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Agency Honors El Reno Scientist for Software to Solve Environmental ProblemsBy Hank Becker
February 7, 2001
EL RENO, Okla., Feb. 7The Agricultural Research Service honors hydraulic engineer Jurgen D. Garbrecht of the U.S. Department of Agricultures Grazinglands Research Laboratory here for developing and transferring computer software that applies digital landscape technology to solve environmental problems internationally.
Garbrecht will receive a silver plaque for his success in moving his invention through its testing stages into the marketplace. His work is part of an international research effort to apply digital landscape technology to solve drainage- and runoff- related problems using innovative, user-friendly and easily transferred software.
ARS Administrator Floyd P. Horn will present awards to Garbrecht and other ARS scientists at a Feb. 7 ceremony at the agency's Henry A. Wallace Beltsville (Md.) Agricultural Research Center. ARS is the USDAs chief scientific research agency.
Garbrecht and Lawrence Martz from Canada's University of Saskatchewan developed the software called TOPAZ that helps give farmers, engineers, scientists and others a true lay of the land, said Horn.
TOPAZshort for topographic parameterizationis a computer-based evaluation tool that defines and analyzes land surface characteristics, watershed configurations and drainage features. It has a range of analysis options and unique features that set it apart from commercial geographic information system (GIS) software.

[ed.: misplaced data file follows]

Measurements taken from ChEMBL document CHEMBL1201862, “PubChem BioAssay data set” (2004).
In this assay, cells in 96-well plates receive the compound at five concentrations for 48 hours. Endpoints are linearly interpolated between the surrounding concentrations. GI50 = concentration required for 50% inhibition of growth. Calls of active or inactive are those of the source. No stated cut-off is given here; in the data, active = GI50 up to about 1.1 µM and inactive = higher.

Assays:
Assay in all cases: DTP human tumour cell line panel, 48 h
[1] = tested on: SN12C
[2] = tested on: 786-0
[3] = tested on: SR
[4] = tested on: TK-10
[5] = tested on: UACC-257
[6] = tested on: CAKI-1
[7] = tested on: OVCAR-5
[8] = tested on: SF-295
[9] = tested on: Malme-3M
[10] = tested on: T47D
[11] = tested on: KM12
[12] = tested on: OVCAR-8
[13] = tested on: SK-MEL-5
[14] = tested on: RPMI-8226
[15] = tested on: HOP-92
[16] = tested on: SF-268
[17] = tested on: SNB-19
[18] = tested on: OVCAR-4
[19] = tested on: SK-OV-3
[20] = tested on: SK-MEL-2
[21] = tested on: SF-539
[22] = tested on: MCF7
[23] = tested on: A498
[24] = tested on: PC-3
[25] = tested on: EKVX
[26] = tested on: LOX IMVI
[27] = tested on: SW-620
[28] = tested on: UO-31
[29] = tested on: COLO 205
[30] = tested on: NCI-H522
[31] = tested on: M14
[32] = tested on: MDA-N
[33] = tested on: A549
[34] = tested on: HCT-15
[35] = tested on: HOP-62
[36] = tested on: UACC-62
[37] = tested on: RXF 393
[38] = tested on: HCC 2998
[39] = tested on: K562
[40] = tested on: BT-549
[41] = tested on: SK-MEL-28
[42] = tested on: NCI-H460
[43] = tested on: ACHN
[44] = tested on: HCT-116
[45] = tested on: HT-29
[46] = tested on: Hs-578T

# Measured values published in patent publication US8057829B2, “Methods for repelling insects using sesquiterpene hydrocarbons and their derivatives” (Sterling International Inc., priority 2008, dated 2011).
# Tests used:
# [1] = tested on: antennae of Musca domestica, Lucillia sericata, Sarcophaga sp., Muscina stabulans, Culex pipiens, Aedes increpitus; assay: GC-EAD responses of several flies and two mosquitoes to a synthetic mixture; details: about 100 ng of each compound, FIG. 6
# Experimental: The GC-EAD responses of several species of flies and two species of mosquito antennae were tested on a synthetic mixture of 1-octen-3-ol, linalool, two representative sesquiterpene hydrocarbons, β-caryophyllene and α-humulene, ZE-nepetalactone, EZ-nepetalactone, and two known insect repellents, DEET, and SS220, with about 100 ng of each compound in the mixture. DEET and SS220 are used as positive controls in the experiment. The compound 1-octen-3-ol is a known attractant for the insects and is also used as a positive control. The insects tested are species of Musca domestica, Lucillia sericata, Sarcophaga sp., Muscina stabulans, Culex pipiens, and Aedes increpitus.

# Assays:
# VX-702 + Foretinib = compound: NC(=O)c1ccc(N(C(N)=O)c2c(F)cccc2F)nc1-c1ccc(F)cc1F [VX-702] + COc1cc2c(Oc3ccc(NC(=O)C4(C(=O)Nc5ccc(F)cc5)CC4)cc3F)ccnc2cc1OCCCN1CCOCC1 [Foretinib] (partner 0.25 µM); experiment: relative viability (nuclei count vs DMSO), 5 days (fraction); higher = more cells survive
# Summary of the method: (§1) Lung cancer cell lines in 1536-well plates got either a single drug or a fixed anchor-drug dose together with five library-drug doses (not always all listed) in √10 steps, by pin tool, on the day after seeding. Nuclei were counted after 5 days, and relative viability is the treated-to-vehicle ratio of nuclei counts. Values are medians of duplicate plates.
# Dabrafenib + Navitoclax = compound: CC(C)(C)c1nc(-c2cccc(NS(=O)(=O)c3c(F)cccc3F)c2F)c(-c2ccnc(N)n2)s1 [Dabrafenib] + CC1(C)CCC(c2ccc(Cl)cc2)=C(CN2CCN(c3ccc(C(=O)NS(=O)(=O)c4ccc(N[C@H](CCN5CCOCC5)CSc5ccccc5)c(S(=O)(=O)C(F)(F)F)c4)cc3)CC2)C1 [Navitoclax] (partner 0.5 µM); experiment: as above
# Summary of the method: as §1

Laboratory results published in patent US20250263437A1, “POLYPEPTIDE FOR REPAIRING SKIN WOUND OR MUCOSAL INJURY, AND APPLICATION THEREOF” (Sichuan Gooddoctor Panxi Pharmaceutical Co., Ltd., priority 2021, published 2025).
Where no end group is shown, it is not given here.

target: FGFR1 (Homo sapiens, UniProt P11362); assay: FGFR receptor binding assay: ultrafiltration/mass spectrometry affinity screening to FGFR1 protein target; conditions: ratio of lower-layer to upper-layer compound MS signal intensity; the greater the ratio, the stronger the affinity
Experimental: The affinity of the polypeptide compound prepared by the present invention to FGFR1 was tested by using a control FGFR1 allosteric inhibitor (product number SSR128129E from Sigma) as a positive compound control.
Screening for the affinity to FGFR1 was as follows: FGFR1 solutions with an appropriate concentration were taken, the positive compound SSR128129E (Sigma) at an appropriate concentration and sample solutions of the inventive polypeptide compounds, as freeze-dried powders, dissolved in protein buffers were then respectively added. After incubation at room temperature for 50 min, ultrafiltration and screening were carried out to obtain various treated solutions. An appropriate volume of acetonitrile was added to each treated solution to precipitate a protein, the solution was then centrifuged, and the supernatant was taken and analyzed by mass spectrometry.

TOPAZ has already gone global. Researchers, engineers and educators in Europe, the Middle East and North America are using it. ARS and USDA's Natural Resources Conservation Service are using the software to generate drainage path information needed for their water quality models. Canadian researchers are using it in their Global Energy and Water Cycle Experiment, a study of the Mackenzie River Basinthe second-biggest river basin in North Americato better understand the role of cold regions in the global climate system.
Scientists from the International Water Management Institute are using TOPAZ for a modeling study of water-short basins in Turkey. And a number of university staffs are also using it as a teaching tool.
TOPAZ doesn't produce graphic pictures on the computer monitor, but it creates data files from which pictures can be generated by a commercial GIS package. This is an advantage, because it allows the user to select preferred or existing display software without being forced to buy another package. TOPAZ provides the data in a basic format that is readable by most GIS systems, allowing for more flexibility.
New capabilities are being developed and incorporated into the software to further broaden its application horizon. At this time, the scientists are working with the ARS Southwest Watershed Research Center in Tucson, Arizona, to add new features to TOPAZ for use by KINEROS, another ARS model that computes improved runoff and erosion predictions. Copies of TOPAZ are available on request from Garbrecht.
Having worked for ARS for 15 years, Garbrecht received an outstanding performance award in 1995 for innovative research and, in 1999, a certificate of merit for developing a research program for application of climate forecasts.
He received his Dipl. Ing. from the Federal Institute of Technology, Zurich, Switzerland, and his M.S. in hydraulics and Ph.D. in hydrology and water resources from Colorado State University-Fort Collins.
Garbrecht is a member of the American Society of Civil Engineers and the American Geophysical Union. He lives in Yukon, Oklahoma.